Rep. Walter Jones, the maverick Republican from North Carolina, believes the influence of special-interest money in politics stops lawmakers from debating critical issues and draining the Washington swamp.
Jones believes the problem has grown since he was first elected to Congress in the Republican sweep of 1994. The trend of more money in politics gives special interests too much control instead of everyday Americans, he argues — and that this dictates the priorities of leaders in both parties, including Republican Speaker of the House Paul Ryan of Wisconsin and Democratic Minority Leader Nancy Pelosi of California.
“What I’ve seen is the growing influence of money on policy,” Jones told LifeZette during an interview this week in his Capitol Hill office. “Mr. Ryan is out there, Ms. Pelosi is out there, raising millions of millions of dollars to help their party. I think Citizens United has changed the politics in Washington to make it worse.”
Citizens United v. Federal Election Commission is a landmark case  that found the First Amendment prohibits the government from restricting independent expenditures by individuals, corporations, and other associations such as labor unions. The U.S. Supreme Court ruled 5-4 against such restrictions in its decision from January 2010, negating a major provision of the Bipartisan Campaign Finance Reform Act of 2002.
Whether the exploding amount of money in politics is, as Jones believes, an obstacle to draining the Washington swamp or, as most conservative critics of campaign finance regulation contend, a reflection of the swamp’s illegitimate encroachment into every area of American daily life, there is no question that spending for votes and influence has become huge.
The most recent presidential election had candidates raising a total of $1.5 billion, not including the $618 million from super PACs supporting them, according to the Center for Responsive Politics . Democratic presidential candidate Hillary Clinton outspent then-Republican presidential candidate Donald Trump $564 million to $333 million.
“To me, the people don’t control Washington — their elected members are controlled by special interests,” Jones said. “For too long, I’ve seen money buy policy. I tell people back in the district, it’s almost like a house of prostitution, except it’s not dealing with sex, it’s dealing with money. And it gets worse every year.”
President Donald Trump promised to “drain the swamp” throughout the 2016 campaign, targeting the embedded special-interest power structures that many Americans believe run the federal government for their own benefit. Trump wasn’t the first to use the term, but it has become a catchphrase synonymous with him since the campaign.
Jones argues the influence of money even extends to issues as important as war. He notes that leadership won’t let lawmakers debate the future of Afghanistan and whether it’s worth continuing U.S. military involvement there. He introduced a bill alongside John Garamendi (D-Calif.) that would prohibit making  funds available for activities in Afghanistan one year after enactment.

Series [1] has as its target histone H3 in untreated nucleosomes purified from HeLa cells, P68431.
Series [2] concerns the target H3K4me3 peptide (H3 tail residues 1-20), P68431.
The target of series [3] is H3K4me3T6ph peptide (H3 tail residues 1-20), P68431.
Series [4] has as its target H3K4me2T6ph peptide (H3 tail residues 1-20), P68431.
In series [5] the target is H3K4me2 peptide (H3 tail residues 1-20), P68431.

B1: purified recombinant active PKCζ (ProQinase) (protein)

“We’ve written letter after letter, both parties, to Paul Ryan asking for a debate on why we are staying in Afghanistan,” Jones said. “That’s one thing about Paul Ryan — he pretty much controls what gets to the floor. The bill that John Garamendi and I put in about five or six months ago now, that said we should have a debate on the future of Afghanistan, we were pushing our colleagues to join us, even if they voted against us, just help us get a debate.”
Jones notes part of the problem is leadership not allowing congressional committees to function as they’re supposed to. House committees debate and vote on legislation within their policy area to decide whether to advance them to the floor for a full debate. Jones is concerned that process is being ignored when leadership decides what should be brought up.
“We’ve gotten to the point where instead of committees’ functioning the way they are supposed to, it’s more of one man, in this case Paul Ryan, dictating what gets to the floor,” Jones said.
Jones dismisses the argument that it’s not worth  advancing legislation that is destined to receive a veto. He believes it’s important to debate these issues to show the American people there are still lawmakers fighting for them. It also makes clear where lawmakers really stand on issues.
Jones is also a plaintiff in a lawsuit  seeking to abolish super PACs alongside Rep. Ted Lieu (D-Calif.) and Rep. Jeff Merkley (D-Ore.). Super PACs are independent political action committees that can legally raise unlimited funds so long as they don’t contribute or coordinate directly with parties or candidates. The lawmakers behind the lawsuit are hoping to bring their case to the U.S. Supreme Court.
Jones notes that he votes the way he believes, whether that be conservative or something more moderate or libertarian. He introduced a bill alongside Rep. Thomas Massie (R-Ky.), another maverick legislator, aimed at ending a perk  that provides former speakers an office for five years after leaving the role. The perk has grown over the past four decades  to include office allowances, franking privileges, and staff help.